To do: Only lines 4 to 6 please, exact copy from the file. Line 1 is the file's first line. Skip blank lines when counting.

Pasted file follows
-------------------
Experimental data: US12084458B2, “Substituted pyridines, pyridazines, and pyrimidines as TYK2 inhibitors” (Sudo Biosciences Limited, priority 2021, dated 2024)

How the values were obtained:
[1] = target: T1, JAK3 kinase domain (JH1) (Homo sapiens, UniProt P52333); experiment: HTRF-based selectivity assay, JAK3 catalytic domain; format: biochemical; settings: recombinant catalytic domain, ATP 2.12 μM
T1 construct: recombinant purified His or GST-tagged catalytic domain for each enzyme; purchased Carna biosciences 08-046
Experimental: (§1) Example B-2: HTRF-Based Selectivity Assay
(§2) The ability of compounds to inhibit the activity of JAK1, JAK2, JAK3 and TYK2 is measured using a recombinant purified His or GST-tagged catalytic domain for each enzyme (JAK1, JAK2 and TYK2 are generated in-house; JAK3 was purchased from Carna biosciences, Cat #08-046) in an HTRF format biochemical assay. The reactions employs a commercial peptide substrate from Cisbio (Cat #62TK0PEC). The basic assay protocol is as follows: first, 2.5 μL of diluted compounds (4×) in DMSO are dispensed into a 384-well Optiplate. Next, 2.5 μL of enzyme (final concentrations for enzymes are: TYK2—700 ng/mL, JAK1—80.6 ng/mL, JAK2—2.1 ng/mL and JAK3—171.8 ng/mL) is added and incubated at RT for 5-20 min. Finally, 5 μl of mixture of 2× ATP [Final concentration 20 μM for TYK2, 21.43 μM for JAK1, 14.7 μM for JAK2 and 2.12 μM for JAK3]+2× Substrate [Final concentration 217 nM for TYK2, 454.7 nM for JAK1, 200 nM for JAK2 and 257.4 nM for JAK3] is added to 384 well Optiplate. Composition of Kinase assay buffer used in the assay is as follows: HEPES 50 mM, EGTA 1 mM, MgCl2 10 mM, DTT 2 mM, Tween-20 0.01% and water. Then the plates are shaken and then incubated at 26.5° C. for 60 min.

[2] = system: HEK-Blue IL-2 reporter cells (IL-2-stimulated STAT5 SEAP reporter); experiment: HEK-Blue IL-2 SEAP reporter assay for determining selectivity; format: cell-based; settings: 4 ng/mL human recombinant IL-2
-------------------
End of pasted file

T1 construct: recombinant purified His or GST-tagged catalytic domain for each enzyme; purchased Carna biosciences 08-046
Experimental: (§1) Example B-2: HTRF-Based Selectivity Assay
(§2) The ability of compounds to inhibit the activity of JAK1, JAK2, JAK3 and TYK2 is measured using a recombinant purified His or GST-tagged catalytic domain for each enzyme (JAK1, JAK2 and TYK2 are generated in-house; JAK3 was purchased from Carna biosciences, Cat #08-046) in an HTRF format biochemical assay. The reactions employs a commercial peptide substrate from Cisbio (Cat #62TK0PEC). The basic assay protocol is as follows: first, 2.5 μL of diluted compounds (4×) in DMSO are dispensed into a 384-well Optiplate. Next, 2.5 μL of enzyme (final concentrations for enzymes are: TYK2—700 ng/mL, JAK1—80.6 ng/mL, JAK2—2.1 ng/mL and JAK3—171.8 ng/mL) is added and incubated at RT for 5-20 min. Finally, 5 μl of mixture of 2× ATP [Final concentration 20 μM for TYK2, 21.43 μM for JAK1, 14.7 μM for JAK2 and 2.12 μM for JAK3]+2× Substrate [Final concentration 217 nM for TYK2, 454.7 nM for JAK1, 200 nM for JAK2 and 257.4 nM for JAK3] is added to 384 well Optiplate. Composition of Kinase assay buffer used in the assay is as follows: HEPES 50 mM, EGTA 1 mM, MgCl2 10 mM, DTT 2 mM, Tween-20 0.01% and water. Then the plates are shaken and then incubated at 26.5° C. for 60 min.